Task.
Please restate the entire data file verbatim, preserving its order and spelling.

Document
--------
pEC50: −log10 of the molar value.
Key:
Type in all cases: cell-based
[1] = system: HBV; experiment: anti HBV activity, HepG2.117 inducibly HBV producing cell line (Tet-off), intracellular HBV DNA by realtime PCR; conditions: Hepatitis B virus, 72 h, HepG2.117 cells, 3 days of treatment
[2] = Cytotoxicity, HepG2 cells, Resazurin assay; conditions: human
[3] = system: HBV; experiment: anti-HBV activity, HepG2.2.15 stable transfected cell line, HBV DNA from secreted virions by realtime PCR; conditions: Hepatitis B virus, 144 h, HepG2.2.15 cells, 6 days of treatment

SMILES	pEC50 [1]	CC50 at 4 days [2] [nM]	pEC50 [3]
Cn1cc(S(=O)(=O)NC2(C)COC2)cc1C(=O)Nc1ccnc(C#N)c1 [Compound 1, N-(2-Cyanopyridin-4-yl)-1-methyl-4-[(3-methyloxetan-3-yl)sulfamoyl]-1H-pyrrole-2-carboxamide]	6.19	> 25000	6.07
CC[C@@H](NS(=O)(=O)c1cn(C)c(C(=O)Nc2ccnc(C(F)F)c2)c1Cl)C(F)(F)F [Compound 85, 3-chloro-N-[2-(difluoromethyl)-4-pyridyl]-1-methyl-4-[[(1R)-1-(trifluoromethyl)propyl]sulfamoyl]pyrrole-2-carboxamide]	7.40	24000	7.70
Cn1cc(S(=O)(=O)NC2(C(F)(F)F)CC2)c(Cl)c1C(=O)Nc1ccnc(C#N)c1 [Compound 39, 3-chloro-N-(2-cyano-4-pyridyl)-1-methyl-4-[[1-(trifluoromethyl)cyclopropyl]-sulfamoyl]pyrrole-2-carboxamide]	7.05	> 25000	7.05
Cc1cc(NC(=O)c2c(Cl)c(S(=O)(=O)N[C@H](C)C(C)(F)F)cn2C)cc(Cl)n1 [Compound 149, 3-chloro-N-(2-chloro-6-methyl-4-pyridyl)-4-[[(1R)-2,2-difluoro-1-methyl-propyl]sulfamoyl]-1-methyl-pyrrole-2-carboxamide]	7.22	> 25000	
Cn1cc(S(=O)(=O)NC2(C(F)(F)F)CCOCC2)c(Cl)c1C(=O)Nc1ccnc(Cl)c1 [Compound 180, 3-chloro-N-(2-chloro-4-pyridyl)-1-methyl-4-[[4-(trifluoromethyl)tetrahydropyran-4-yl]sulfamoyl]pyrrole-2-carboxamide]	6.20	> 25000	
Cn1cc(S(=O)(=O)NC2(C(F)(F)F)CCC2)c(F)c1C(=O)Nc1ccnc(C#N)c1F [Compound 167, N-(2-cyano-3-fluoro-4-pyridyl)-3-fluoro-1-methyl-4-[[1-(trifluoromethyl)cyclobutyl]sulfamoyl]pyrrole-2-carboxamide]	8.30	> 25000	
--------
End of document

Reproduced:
pEC50: −log10 of the molar value.
Key:
Type in all cases: cell-based
[1] = system: HBV; experiment: anti HBV activity, HepG2.117 inducibly HBV producing cell line (Tet-off), intracellular HBV DNA by realtime PCR; conditions: Hepatitis B virus, 72 h, HepG2.117 cells, 3 days of treatment
[2] = Cytotoxicity, HepG2 cells, Resazurin assay; conditions: human
[3] = system: HBV; experiment: anti-HBV activity, HepG2.2.15 stable transfected cell line, HBV DNA from secreted virions by realtime PCR; conditions: Hepatitis B virus, 144 h, HepG2.2.15 cells, 6 days of treatment

SMILES	pEC50 [1]	CC50 at 4 days [2] [nM]	pEC50 [3]
Cn1cc(S(=O)(=O)NC2(C)COC2)cc1C(=O)Nc1ccnc(C#N)c1 [Compound 1, N-(2-Cyanopyridin-4-yl)-1-methyl-4-[(3-methyloxetan-3-yl)sulfamoyl]-1H-pyrrole-2-carboxamide]	6.19	> 25000	6.07
CC[C@@H](NS(=O)(=O)c1cn(C)c(C(=O)Nc2ccnc(C(F)F)c2)c1Cl)C(F)(F)F [Compound 85, 3-chloro-N-[2-(difluoromethyl)-4-pyridyl]-1-methyl-4-[[(1R)-1-(trifluoromethyl)propyl]sulfamoyl]pyrrole-2-carboxamide]	7.40	24000	7.70
Cn1cc(S(=O)(=O)NC2(C(F)(F)F)CC2)c(Cl)c1C(=O)Nc1ccnc(C#N)c1 [Compound 39, 3-chloro-N-(2-cyano-4-pyridyl)-1-methyl-4-[[1-(trifluoromethyl)cyclopropyl]-sulfamoyl]pyrrole-2-carboxamide]	7.05	> 25000	7.05
Cc1cc(NC(=O)c2c(Cl)c(S(=O)(=O)N[C@H](C)C(C)(F)F)cn2C)cc(Cl)n1 [Compound 149, 3-chloro-N-(2-chloro-6-methyl-4-pyridyl)-4-[[(1R)-2,2-difluoro-1-methyl-propyl]sulfamoyl]-1-methyl-pyrrole-2-carboxamide]	7.22	> 25000	
Cn1cc(S(=O)(=O)NC2(C(F)(F)F)CCOCC2)c(Cl)c1C(=O)Nc1ccnc(Cl)c1 [Compound 180, 3-chloro-N-(2-chloro-4-pyridyl)-1-methyl-4-[[4-(trifluoromethyl)tetrahydropyran-4-yl]sulfamoyl]pyrrole-2-carboxamide]	6.20	> 25000	
Cn1cc(S(=O)(=O)NC2(C(F)(F)F)CCC2)c(F)c1C(=O)Nc1ccnc(C#N)c1F [Compound 167, N-(2-cyano-3-fluoro-4-pyridyl)-3-fluoro-1-methyl-4-[[1-(trifluoromethyl)cyclobutyl]sulfamoyl]pyrrole-2-carboxamide]	8.30	> 25000	